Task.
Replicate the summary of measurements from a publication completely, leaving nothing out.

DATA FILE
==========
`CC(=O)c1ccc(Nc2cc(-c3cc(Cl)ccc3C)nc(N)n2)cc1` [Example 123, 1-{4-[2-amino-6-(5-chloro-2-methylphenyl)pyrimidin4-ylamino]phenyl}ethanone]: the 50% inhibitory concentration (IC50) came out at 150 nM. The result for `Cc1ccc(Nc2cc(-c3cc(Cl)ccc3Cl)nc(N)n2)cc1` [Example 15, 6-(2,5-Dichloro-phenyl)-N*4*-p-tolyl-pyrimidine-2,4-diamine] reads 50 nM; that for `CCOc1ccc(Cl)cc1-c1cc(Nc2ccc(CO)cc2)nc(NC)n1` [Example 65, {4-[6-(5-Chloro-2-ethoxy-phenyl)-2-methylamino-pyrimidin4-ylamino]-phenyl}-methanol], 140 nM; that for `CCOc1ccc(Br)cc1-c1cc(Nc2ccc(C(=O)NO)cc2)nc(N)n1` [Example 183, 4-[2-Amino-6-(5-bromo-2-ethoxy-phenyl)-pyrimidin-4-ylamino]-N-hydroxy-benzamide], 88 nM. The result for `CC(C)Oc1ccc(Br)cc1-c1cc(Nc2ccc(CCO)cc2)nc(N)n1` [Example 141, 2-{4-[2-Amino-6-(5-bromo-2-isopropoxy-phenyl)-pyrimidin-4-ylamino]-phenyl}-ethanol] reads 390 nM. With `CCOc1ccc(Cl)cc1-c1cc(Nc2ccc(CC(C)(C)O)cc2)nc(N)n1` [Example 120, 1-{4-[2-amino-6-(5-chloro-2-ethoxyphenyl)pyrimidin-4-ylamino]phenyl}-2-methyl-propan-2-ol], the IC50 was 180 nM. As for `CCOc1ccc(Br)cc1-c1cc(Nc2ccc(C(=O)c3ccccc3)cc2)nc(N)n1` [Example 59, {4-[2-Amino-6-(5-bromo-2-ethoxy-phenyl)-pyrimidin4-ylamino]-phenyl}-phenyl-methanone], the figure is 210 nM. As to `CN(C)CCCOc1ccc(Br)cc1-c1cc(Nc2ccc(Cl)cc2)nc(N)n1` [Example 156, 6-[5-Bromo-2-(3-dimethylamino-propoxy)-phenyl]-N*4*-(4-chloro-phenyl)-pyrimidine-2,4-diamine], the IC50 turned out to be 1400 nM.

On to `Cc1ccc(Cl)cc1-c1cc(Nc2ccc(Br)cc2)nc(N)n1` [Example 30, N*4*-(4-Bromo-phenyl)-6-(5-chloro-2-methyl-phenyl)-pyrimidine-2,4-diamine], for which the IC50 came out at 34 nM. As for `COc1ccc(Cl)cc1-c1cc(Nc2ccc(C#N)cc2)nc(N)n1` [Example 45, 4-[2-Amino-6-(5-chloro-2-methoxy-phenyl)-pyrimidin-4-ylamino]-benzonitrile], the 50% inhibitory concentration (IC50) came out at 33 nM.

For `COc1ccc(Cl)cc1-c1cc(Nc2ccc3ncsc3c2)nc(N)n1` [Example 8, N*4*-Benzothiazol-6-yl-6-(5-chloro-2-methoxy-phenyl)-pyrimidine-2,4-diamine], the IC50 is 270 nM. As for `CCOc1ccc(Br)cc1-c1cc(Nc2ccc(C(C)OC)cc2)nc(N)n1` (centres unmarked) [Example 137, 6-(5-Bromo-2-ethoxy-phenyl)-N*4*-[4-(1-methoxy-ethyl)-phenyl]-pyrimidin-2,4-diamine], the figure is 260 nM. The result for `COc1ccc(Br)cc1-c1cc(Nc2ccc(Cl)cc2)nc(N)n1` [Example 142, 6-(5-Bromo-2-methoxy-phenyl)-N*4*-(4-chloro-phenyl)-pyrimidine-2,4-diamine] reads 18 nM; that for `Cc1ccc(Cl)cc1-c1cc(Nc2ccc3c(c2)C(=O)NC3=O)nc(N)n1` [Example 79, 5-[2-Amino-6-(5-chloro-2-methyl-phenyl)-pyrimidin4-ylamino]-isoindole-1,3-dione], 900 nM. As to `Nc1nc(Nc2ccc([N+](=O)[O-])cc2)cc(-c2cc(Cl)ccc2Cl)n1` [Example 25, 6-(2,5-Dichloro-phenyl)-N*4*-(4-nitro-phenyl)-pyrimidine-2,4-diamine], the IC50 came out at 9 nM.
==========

`CC(=O)c1ccc(Nc2cc(-c3cc(Cl)ccc3C)nc(N)n2)cc1` [Example 123, 1-{4-[2-amino-6-(5-chloro-2-methylphenyl)pyrimidin4-ylamino]phenyl}ethanone]: the 50% inhibitory concentration (IC50) came out at 150 nM. The result for `Cc1ccc(Nc2cc(-c3cc(Cl)ccc3Cl)nc(N)n2)cc1` [Example 15, 6-(2,5-Dichloro-phenyl)-N*4*-p-tolyl-pyrimidine-2,4-diamine] reads 50 nM; that for `CCOc1ccc(Cl)cc1-c1cc(Nc2ccc(CO)cc2)nc(NC)n1` [Example 65, {4-[6-(5-Chloro-2-ethoxy-phenyl)-2-methylamino-pyrimidin4-ylamino]-phenyl}-methanol], 140 nM; that for `CCOc1ccc(Br)cc1-c1cc(Nc2ccc(C(=O)NO)cc2)nc(N)n1` [Example 183, 4-[2-Amino-6-(5-bromo-2-ethoxy-phenyl)-pyrimidin-4-ylamino]-N-hydroxy-benzamide], 88 nM. The result for `CC(C)Oc1ccc(Br)cc1-c1cc(Nc2ccc(CCO)cc2)nc(N)n1` [Example 141, 2-{4-[2-Amino-6-(5-bromo-2-isopropoxy-phenyl)-pyrimidin-4-ylamino]-phenyl}-ethanol] reads 390 nM. With `CCOc1ccc(Cl)cc1-c1cc(Nc2ccc(CC(C)(C)O)cc2)nc(N)n1` [Example 120, 1-{4-[2-amino-6-(5-chloro-2-ethoxyphenyl)pyrimidin-4-ylamino]phenyl}-2-methyl-propan-2-ol], the IC50 was 180 nM. As for `CCOc1ccc(Br)cc1-c1cc(Nc2ccc(C(=O)c3ccccc3)cc2)nc(N)n1` [Example 59, {4-[2-Amino-6-(5-bromo-2-ethoxy-phenyl)-pyrimidin4-ylamino]-phenyl}-phenyl-methanone], the figure is 210 nM. As to `CN(C)CCCOc1ccc(Br)cc1-c1cc(Nc2ccc(Cl)cc2)nc(N)n1` [Example 156, 6-[5-Bromo-2-(3-dimethylamino-propoxy)-phenyl]-N*4*-(4-chloro-phenyl)-pyrimidine-2,4-diamine], the IC50 turned out to be 1400 nM.

On to `Cc1ccc(Cl)cc1-c1cc(Nc2ccc(Br)cc2)nc(N)n1` [Example 30, N*4*-(4-Bromo-phenyl)-6-(5-chloro-2-methyl-phenyl)-pyrimidine-2,4-diamine], for which the IC50 came out at 34 nM. As for `COc1ccc(Cl)cc1-c1cc(Nc2ccc(C#N)cc2)nc(N)n1` [Example 45, 4-[2-Amino-6-(5-chloro-2-methoxy-phenyl)-pyrimidin-4-ylamino]-benzonitrile], the 50% inhibitory concentration (IC50) came out at 33 nM.

For `COc1ccc(Cl)cc1-c1cc(Nc2ccc3ncsc3c2)nc(N)n1` [Example 8, N*4*-Benzothiazol-6-yl-6-(5-chloro-2-methoxy-phenyl)-pyrimidine-2,4-diamine], the IC50 is 270 nM. As for `CCOc1ccc(Br)cc1-c1cc(Nc2ccc(C(C)OC)cc2)nc(N)n1` (centres unmarked) [Example 137, 6-(5-Bromo-2-ethoxy-phenyl)-N*4*-[4-(1-methoxy-ethyl)-phenyl]-pyrimidin-2,4-diamine], the figure is 260 nM. The result for `COc1ccc(Br)cc1-c1cc(Nc2ccc(Cl)cc2)nc(N)n1` [Example 142, 6-(5-Bromo-2-methoxy-phenyl)-N*4*-(4-chloro-phenyl)-pyrimidine-2,4-diamine] reads 18 nM; that for `Cc1ccc(Cl)cc1-c1cc(Nc2ccc3c(c2)C(=O)NC3=O)nc(N)n1` [Example 79, 5-[2-Amino-6-(5-chloro-2-methyl-phenyl)-pyrimidin4-ylamino]-isoindole-1,3-dione], 900 nM. As to `Nc1nc(Nc2ccc([N+](=O)[O-])cc2)cc(-c2cc(Cl)ccc2Cl)n1` [Example 25, 6-(2,5-Dichloro-phenyl)-N*4*-(4-nitro-phenyl)-pyrimidine-2,4-diamine], the IC50 came out at 9 nM.